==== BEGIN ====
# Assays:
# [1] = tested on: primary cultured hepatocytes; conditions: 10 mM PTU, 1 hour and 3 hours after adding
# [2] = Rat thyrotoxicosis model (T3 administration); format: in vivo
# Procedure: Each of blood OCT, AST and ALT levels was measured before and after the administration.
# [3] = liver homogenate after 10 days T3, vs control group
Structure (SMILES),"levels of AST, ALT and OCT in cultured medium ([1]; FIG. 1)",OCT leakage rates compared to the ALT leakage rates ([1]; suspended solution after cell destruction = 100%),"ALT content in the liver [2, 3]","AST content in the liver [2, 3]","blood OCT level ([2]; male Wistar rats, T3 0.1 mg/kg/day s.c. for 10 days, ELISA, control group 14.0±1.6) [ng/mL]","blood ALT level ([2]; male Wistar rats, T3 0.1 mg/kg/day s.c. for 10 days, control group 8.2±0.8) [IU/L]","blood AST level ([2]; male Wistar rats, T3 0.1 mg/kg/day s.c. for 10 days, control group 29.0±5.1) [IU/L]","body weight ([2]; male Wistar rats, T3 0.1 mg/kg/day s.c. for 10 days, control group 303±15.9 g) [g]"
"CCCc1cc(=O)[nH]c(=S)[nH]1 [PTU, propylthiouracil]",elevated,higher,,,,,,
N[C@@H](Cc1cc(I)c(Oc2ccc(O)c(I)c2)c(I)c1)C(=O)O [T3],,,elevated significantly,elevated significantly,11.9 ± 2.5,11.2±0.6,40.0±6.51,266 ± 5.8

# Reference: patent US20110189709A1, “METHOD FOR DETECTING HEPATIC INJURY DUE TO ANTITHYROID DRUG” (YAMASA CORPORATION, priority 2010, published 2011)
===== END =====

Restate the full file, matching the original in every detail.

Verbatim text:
# Assays:
# [1] = tested on: primary cultured hepatocytes; conditions: 10 mM PTU, 1 hour and 3 hours after adding
# [2] = Rat thyrotoxicosis model (T3 administration); format: in vivo
# Procedure: Each of blood OCT, AST and ALT levels was measured before and after the administration.
# [3] = liver homogenate after 10 days T3, vs control group
Structure (SMILES),"levels of AST, ALT and OCT in cultured medium ([1]; FIG. 1)",OCT leakage rates compared to the ALT leakage rates ([1]; suspended solution after cell destruction = 100%),"ALT content in the liver [2, 3]","AST content in the liver [2, 3]","blood OCT level ([2]; male Wistar rats, T3 0.1 mg/kg/day s.c. for 10 days, ELISA, control group 14.0±1.6) [ng/mL]","blood ALT level ([2]; male Wistar rats, T3 0.1 mg/kg/day s.c. for 10 days, control group 8.2±0.8) [IU/L]","blood AST level ([2]; male Wistar rats, T3 0.1 mg/kg/day s.c. for 10 days, control group 29.0±5.1) [IU/L]","body weight ([2]; male Wistar rats, T3 0.1 mg/kg/day s.c. for 10 days, control group 303±15.9 g) [g]"
"CCCc1cc(=O)[nH]c(=S)[nH]1 [PTU, propylthiouracil]",elevated,higher,,,,,,
N[C@@H](Cc1cc(I)c(Oc2ccc(O)c(I)c2)c(I)c1)C(=O)O [T3],,,elevated significantly,elevated significantly,11.9 ± 2.5,11.2±0.6,40.0±6.51,266 ± 5.8

# Reference: patent US20110189709A1, “METHOD FOR DETECTING HEPATIC INJURY DUE TO ANTITHYROID DRUG” (YAMASA CORPORATION, priority 2010, published 2011)